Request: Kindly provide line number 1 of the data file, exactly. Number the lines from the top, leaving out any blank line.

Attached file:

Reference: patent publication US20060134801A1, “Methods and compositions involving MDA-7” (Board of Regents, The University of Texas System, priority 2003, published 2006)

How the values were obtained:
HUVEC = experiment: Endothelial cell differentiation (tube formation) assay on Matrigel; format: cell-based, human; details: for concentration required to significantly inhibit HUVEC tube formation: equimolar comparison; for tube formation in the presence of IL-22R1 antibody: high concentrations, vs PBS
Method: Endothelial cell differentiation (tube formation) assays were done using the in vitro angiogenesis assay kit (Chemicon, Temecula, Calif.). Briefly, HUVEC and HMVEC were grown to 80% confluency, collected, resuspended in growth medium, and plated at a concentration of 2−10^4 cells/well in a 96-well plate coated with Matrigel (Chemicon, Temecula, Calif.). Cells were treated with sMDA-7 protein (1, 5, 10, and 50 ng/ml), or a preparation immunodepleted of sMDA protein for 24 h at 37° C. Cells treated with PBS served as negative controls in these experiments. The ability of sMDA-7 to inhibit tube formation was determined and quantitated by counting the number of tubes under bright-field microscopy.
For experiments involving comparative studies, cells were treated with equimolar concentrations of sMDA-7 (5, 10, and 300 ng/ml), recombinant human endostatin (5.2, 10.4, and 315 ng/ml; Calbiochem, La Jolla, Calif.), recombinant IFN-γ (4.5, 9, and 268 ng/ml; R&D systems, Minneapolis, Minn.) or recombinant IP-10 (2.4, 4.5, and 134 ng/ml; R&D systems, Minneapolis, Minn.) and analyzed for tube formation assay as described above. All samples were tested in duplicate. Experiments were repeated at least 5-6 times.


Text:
Reference: patent publication US20060134801A1, “Methods and compositions involving MDA-7” (Board of Regents, The University of Texas System, priority 2003, published 2006)